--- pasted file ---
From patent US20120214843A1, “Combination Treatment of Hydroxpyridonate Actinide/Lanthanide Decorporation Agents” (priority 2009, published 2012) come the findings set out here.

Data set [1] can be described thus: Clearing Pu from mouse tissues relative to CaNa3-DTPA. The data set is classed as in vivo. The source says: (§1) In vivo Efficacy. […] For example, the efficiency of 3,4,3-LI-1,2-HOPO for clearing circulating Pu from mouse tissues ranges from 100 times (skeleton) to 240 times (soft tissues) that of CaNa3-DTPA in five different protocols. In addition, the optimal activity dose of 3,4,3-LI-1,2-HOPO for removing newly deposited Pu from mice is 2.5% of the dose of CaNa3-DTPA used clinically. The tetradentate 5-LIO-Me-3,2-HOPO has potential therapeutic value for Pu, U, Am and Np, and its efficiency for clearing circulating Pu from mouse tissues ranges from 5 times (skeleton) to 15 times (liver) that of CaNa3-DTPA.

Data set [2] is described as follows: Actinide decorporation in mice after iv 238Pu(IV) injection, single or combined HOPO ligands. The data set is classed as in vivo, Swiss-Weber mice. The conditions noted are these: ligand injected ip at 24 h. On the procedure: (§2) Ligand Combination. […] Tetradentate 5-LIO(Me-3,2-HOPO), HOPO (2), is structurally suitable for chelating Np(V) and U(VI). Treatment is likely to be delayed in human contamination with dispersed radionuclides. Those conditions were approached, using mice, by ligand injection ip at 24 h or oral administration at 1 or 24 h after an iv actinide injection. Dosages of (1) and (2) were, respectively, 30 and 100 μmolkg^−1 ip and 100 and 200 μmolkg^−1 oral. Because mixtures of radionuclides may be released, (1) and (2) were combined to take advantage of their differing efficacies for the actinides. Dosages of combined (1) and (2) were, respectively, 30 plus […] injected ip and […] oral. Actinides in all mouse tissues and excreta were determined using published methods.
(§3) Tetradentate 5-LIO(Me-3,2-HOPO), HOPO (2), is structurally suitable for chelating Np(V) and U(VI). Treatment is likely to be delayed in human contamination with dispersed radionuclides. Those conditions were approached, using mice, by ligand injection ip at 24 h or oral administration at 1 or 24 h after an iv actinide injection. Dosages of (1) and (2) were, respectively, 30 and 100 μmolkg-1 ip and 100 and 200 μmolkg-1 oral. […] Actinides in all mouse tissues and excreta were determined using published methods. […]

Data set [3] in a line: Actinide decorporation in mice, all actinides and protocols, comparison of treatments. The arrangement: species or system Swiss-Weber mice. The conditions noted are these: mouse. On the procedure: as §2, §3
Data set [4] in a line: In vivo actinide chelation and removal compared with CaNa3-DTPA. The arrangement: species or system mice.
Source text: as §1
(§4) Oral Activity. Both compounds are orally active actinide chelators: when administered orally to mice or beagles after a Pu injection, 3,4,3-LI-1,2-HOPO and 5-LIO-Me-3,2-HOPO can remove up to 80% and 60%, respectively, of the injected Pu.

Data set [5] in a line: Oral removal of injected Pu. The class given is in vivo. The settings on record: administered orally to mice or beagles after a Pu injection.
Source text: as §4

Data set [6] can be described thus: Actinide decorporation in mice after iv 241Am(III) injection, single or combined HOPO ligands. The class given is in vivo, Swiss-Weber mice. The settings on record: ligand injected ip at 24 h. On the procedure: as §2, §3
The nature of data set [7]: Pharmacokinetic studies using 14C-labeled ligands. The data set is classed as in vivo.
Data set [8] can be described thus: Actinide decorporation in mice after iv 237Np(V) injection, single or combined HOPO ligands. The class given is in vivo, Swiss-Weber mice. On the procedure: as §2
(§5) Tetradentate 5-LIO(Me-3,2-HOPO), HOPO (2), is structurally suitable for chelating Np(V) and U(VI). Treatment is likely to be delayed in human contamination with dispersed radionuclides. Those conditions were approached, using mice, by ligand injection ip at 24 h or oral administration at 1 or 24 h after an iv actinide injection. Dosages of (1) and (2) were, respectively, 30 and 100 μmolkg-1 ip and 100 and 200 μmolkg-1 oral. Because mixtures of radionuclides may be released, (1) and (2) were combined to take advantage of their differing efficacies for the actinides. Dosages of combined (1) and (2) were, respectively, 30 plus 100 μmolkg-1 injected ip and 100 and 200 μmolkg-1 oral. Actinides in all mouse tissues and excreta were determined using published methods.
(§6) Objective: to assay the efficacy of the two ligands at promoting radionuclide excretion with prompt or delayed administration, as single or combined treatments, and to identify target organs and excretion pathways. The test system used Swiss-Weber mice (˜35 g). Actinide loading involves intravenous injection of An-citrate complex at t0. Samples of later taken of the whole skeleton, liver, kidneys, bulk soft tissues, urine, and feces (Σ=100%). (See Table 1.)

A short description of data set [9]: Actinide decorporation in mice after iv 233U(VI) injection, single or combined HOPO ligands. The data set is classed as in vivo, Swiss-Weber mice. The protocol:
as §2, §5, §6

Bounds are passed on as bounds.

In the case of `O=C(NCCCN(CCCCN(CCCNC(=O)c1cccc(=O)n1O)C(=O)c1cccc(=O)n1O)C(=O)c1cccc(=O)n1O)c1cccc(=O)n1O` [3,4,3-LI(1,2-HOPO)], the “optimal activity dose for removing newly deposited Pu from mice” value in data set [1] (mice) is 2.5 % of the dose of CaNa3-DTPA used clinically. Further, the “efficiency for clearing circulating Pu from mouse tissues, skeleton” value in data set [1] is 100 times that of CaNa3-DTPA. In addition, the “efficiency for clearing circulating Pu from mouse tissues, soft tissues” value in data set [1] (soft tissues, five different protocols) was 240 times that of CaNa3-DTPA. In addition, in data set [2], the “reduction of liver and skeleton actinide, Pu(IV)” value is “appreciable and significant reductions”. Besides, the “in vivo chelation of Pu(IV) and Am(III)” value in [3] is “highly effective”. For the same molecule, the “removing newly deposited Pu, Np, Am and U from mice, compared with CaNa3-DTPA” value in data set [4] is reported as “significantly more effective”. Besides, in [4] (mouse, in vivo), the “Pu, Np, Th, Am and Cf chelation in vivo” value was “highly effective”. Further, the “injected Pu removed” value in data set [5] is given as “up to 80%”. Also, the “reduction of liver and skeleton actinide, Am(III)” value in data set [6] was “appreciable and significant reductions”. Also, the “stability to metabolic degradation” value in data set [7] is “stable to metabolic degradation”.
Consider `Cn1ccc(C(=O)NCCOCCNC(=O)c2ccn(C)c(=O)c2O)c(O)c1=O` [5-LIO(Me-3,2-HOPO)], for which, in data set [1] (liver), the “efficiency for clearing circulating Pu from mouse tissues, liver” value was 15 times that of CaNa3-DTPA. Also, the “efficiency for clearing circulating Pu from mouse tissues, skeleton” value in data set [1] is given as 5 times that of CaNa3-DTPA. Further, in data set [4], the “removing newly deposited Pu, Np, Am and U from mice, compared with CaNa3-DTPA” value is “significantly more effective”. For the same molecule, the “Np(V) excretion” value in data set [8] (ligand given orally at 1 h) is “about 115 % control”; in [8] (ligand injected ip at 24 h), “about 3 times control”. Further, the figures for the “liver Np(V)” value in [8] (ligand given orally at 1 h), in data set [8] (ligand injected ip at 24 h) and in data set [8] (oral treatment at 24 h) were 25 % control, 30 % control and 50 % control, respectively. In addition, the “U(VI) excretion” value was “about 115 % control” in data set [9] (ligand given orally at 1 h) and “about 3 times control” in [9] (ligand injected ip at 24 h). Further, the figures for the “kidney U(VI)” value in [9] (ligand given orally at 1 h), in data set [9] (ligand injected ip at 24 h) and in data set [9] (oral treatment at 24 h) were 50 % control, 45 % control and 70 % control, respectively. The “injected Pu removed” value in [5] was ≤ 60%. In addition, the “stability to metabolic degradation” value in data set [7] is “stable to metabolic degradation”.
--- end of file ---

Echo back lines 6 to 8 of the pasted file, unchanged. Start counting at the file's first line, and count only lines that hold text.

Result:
Data set [4] in a line: In vivo actinide chelation and removal compared with CaNa3-DTPA. The arrangement: species or system mice.
Source text: as §1
(§4) Oral Activity. Both compounds are orally active actinide chelators: when administered orally to mice or beagles after a Pu injection, 3,4,3-LI-1,2-HOPO and 5-LIO-Me-3,2-HOPO can remove up to 80% and 60%, respectively, of the injected Pu.